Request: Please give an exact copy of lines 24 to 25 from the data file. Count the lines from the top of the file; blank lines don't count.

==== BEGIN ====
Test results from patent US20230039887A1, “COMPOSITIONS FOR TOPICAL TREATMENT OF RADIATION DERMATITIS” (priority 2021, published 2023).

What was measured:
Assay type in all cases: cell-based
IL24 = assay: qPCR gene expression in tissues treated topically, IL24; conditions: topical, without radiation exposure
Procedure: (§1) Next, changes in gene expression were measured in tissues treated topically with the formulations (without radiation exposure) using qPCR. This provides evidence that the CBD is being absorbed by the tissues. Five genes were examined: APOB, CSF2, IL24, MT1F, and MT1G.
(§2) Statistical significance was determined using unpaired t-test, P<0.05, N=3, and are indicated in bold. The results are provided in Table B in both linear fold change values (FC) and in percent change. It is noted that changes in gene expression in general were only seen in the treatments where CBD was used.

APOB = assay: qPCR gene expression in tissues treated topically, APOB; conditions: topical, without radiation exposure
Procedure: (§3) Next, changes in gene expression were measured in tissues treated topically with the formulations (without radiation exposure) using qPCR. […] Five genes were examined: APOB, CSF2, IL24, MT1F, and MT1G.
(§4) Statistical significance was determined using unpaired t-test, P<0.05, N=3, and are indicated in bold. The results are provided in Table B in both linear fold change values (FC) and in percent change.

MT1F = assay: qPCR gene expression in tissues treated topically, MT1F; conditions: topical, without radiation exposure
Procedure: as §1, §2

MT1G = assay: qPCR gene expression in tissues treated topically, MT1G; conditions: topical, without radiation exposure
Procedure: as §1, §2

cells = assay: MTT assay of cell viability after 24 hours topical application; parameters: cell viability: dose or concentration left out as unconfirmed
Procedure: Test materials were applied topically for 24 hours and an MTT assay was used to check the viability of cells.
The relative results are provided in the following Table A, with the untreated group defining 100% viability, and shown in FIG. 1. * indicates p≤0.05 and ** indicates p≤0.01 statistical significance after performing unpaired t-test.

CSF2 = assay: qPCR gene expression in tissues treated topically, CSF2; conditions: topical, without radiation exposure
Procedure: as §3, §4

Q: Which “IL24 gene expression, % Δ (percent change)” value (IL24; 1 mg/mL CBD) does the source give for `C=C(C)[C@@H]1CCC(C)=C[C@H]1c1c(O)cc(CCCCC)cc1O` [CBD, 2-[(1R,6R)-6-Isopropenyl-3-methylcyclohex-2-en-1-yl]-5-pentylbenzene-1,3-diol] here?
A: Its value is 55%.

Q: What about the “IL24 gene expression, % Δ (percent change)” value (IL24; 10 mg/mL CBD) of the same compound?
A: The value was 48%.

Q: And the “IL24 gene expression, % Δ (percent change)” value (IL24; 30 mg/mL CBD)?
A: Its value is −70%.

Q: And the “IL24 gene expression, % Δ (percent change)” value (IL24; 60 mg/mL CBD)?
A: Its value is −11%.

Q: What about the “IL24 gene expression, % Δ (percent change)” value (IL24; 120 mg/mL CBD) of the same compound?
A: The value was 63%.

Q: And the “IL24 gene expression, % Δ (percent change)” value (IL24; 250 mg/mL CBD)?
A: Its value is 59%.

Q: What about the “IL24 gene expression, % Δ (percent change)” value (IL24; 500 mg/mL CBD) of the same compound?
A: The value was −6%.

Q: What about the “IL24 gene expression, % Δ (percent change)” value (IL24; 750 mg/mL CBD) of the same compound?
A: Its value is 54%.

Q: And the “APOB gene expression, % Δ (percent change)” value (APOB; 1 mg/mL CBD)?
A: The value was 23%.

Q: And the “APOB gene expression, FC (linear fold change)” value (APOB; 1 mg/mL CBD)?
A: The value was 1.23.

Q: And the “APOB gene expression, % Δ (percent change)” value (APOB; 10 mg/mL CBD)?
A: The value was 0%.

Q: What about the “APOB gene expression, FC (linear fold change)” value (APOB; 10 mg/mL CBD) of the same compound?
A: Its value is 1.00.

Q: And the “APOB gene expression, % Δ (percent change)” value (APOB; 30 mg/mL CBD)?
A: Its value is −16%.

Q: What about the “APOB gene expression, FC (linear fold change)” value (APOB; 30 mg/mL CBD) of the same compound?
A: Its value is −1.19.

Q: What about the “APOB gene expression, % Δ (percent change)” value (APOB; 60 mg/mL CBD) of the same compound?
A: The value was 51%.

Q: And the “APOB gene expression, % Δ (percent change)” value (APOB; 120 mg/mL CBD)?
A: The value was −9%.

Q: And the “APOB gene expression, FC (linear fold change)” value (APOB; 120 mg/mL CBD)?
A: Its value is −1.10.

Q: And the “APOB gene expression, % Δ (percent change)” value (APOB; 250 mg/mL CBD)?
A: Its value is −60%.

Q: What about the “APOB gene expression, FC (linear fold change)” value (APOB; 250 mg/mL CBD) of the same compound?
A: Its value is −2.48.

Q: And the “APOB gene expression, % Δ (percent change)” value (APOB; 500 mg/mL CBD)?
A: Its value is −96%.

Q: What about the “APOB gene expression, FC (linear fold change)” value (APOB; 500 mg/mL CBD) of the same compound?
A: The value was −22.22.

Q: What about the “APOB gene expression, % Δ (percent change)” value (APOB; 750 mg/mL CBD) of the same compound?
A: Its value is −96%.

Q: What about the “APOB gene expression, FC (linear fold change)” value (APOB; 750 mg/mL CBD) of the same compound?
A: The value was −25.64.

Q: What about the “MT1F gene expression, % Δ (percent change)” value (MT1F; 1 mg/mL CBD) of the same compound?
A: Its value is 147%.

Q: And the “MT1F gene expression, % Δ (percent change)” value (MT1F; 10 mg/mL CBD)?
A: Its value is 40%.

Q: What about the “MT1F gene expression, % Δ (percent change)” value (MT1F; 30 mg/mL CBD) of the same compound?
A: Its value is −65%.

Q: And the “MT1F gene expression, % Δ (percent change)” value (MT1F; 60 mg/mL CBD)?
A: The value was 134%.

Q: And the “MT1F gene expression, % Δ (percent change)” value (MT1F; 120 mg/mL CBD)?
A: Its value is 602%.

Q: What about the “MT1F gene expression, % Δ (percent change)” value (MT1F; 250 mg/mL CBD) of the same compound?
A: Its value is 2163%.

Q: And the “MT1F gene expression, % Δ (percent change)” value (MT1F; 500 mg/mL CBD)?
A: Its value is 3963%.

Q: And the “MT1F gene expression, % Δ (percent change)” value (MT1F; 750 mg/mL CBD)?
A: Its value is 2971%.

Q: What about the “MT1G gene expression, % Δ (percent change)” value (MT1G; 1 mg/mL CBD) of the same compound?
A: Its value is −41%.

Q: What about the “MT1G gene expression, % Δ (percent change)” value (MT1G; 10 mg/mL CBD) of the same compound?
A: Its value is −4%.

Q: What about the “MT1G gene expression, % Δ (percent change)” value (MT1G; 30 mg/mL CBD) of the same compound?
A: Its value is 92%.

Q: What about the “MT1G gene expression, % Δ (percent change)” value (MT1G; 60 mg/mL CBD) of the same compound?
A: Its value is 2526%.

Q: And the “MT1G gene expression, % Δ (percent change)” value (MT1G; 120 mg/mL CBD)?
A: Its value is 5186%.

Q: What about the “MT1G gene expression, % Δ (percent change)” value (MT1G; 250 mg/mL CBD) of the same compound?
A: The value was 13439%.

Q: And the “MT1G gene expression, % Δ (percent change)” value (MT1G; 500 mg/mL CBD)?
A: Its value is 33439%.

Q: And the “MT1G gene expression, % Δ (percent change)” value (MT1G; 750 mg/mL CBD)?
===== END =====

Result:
A: Its value is −70%.

Q: And the “IL24 gene expression, % Δ (percent change)” value (IL24; 60 mg/mL CBD)?